The Falcon | Volume 83, Issue 53
University should change policy to allow students to carry tobacco
By , Staff Reporter
Published: January 9 2013
When Seattle Pacific changed its alcohol and tobacco policy a few years ago, it gave more freedom to its students than the vast majority of Christian colleges across the country.
According to the 2011-2012 Residential Student handbook, ďThe University does not permit students to use or possess alcohol or tobacco products on University property or as part of any SPU activities.Ē
The decision to allow the use of tobacco off campus was great. But what was not a great decision was not allowing students to possess tobacco related products on campus. It may be perfectly fine for a student to smoke off campus with their friends, but as soon as a student steps foot on campus with their bag of tobacco, they are now violating Lifestyle Expectations.
This rule seems a bit nonsensical. People who smoke pipe tobacco are not going to spend eight dollars on a bag of tobacco, smoke a bowl or two and then throw it away.
If a cigarette smoker buys a pack of cigarettes and smokes a few, they then have to throw the pack away so they can go to class. It just doesnít make sense. And that is why the rule is neither enforced by Res. Life nor followed by the students on campus.
I remember my freshman year Peer Advisor telling me that Res. Life knows that smokers have tobacco on campus. They just donít want to see it. Instead of a rule being enforced, a just-donít-talk-about-it-policy is enforced instead.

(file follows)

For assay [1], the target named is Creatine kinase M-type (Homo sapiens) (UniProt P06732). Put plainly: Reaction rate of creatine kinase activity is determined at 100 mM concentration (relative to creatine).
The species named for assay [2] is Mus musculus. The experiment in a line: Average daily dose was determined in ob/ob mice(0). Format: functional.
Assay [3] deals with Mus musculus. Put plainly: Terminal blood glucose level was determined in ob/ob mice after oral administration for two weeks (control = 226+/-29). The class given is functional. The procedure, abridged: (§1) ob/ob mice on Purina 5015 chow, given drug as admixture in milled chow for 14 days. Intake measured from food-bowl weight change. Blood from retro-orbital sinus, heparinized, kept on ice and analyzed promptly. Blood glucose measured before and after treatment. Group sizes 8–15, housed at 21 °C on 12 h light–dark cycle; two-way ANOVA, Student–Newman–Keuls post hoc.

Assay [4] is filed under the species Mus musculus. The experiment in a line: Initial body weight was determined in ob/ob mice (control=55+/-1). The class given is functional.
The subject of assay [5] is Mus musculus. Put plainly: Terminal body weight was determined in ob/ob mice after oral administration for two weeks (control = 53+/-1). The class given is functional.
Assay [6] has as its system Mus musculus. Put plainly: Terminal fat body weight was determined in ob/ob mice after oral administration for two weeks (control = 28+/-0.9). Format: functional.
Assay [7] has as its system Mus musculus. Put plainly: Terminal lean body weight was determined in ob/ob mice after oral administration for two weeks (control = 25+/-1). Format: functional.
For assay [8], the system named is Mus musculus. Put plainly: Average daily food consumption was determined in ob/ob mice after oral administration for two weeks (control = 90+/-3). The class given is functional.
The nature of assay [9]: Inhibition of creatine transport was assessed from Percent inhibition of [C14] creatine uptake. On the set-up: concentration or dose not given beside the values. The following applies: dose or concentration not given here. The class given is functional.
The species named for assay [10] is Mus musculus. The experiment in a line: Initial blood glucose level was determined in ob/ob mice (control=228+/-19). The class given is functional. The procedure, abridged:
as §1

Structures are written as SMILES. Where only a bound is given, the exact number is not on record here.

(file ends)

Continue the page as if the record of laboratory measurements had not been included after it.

Realistically, however, Res. Life could choose to enforce the rules at any moment. Res.Life has known most students on floors to have tobacco products on them. Even though students are taught by Res. Life staff that the rule doesnít matter. That isnít right. It causes students to act secretive and hide the fact that they smoke for fear of a false reprimand.
That is the opposite of what the rules should accomplish. Students should not have to hide the fact that they smoke; it is not against the rules.
SPU states its reasoning in their position for having a drug-free campus: ďThe purpose of SPUís Alcohol, Tobacco, and Drug Use Policy is to support the educational mission of the University with standards of personal health, moral integrity, and social consciousness. The policy is also intended to provide guidelines for members of the University community who are sensitive to the varieties of Christian perspectives represented on campus, the Free Methodist Church, and the community at large.Ē
For some, this represents an area of personal liberty, but for others it is a stumbling block.
This statement puts tobacco and alcohol on the same level, which simply isnít true. Tobacco cannot intoxicate students. The statement also says that the tobacco policy is in line with SPUís educational mission of personal health and social consciousness.
As far as social consciousness goes, the policy needs to be a compromise. People smoke. People who are not okay with people smoking should get used to the fact that many people do, which is why they have tobacco in their purses or backpacks.
Students have been carrying tobacco around campus ever since the lifestyle expectations allowed them to smoke off campus, probably even before that. It has not affected the school community, and it never will.
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